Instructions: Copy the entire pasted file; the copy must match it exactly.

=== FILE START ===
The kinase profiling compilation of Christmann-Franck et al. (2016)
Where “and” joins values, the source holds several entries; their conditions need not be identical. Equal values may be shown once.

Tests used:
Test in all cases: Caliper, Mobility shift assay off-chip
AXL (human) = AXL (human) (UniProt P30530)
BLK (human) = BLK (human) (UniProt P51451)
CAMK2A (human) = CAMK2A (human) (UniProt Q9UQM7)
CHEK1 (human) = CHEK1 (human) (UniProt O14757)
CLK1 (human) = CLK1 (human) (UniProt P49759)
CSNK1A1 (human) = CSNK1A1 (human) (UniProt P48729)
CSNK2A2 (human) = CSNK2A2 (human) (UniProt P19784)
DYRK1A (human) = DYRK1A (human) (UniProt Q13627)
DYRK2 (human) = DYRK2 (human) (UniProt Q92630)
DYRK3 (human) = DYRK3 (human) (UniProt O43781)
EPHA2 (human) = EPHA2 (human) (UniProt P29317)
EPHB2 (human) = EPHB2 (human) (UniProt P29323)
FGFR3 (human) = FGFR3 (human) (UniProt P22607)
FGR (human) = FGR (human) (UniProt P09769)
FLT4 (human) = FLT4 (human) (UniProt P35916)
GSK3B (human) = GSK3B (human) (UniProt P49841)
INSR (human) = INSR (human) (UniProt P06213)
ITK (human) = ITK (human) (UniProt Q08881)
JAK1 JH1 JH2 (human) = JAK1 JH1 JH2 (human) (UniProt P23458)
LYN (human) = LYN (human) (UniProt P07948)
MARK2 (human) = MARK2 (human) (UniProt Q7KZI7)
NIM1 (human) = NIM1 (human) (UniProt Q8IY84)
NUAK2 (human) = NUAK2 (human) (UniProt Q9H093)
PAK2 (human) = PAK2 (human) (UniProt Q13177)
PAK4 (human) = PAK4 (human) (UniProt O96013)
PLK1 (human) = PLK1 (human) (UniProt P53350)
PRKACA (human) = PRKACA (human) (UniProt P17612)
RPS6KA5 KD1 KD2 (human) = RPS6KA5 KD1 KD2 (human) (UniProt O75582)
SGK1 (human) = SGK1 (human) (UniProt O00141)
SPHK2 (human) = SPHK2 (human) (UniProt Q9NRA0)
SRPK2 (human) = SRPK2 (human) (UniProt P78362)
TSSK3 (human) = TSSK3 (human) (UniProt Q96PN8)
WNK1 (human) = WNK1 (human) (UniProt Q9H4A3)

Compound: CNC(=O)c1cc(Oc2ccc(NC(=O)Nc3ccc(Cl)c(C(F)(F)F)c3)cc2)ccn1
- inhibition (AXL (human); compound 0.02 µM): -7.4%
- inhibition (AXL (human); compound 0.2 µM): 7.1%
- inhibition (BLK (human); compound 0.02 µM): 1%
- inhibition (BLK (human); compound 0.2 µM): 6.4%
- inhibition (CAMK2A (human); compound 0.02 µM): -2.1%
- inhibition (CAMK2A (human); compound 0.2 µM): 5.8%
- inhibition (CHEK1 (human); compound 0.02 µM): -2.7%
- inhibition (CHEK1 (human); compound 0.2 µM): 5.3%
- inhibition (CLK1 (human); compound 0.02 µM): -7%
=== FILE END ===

The kinase profiling compilation of Christmann-Franck et al. (2016)
Where “and” joins values, the source holds several entries; their conditions need not be identical. Equal values may be shown once.

Tests used:
Test in all cases: Caliper, Mobility shift assay off-chip
AXL (human) = AXL (human) (UniProt P30530)
BLK (human) = BLK (human) (UniProt P51451)
CAMK2A (human) = CAMK2A (human) (UniProt Q9UQM7)
CHEK1 (human) = CHEK1 (human) (UniProt O14757)
CLK1 (human) = CLK1 (human) (UniProt P49759)
CSNK1A1 (human) = CSNK1A1 (human) (UniProt P48729)
CSNK2A2 (human) = CSNK2A2 (human) (UniProt P19784)
DYRK1A (human) = DYRK1A (human) (UniProt Q13627)
DYRK2 (human) = DYRK2 (human) (UniProt Q92630)
DYRK3 (human) = DYRK3 (human) (UniProt O43781)
EPHA2 (human) = EPHA2 (human) (UniProt P29317)
EPHB2 (human) = EPHB2 (human) (UniProt P29323)
FGFR3 (human) = FGFR3 (human) (UniProt P22607)
FGR (human) = FGR (human) (UniProt P09769)
FLT4 (human) = FLT4 (human) (UniProt P35916)
GSK3B (human) = GSK3B (human) (UniProt P49841)
INSR (human) = INSR (human) (UniProt P06213)
ITK (human) = ITK (human) (UniProt Q08881)
JAK1 JH1 JH2 (human) = JAK1 JH1 JH2 (human) (UniProt P23458)
LYN (human) = LYN (human) (UniProt P07948)
MARK2 (human) = MARK2 (human) (UniProt Q7KZI7)
NIM1 (human) = NIM1 (human) (UniProt Q8IY84)
NUAK2 (human) = NUAK2 (human) (UniProt Q9H093)
PAK2 (human) = PAK2 (human) (UniProt Q13177)
PAK4 (human) = PAK4 (human) (UniProt O96013)
PLK1 (human) = PLK1 (human) (UniProt P53350)
PRKACA (human) = PRKACA (human) (UniProt P17612)
RPS6KA5 KD1 KD2 (human) = RPS6KA5 KD1 KD2 (human) (UniProt O75582)
SGK1 (human) = SGK1 (human) (UniProt O00141)
SPHK2 (human) = SPHK2 (human) (UniProt Q9NRA0)
SRPK2 (human) = SRPK2 (human) (UniProt P78362)
TSSK3 (human) = TSSK3 (human) (UniProt Q96PN8)
WNK1 (human) = WNK1 (human) (UniProt Q9H4A3)

Compound: CNC(=O)c1cc(Oc2ccc(NC(=O)Nc3ccc(Cl)c(C(F)(F)F)c3)cc2)ccn1
- inhibition (AXL (human); compound 0.02 µM): -7.4%
- inhibition (AXL (human); compound 0.2 µM): 7.1%
- inhibition (BLK (human); compound 0.02 µM): 1%
- inhibition (BLK (human); compound 0.2 µM): 6.4%
- inhibition (CAMK2A (human); compound 0.02 µM): -2.1%
- inhibition (CAMK2A (human); compound 0.2 µM): 5.8%
- inhibition (CHEK1 (human); compound 0.02 µM): -2.7%
- inhibition (CHEK1 (human); compound 0.2 µM): 5.3%
- inhibition (CLK1 (human); compound 0.02 µM): -7%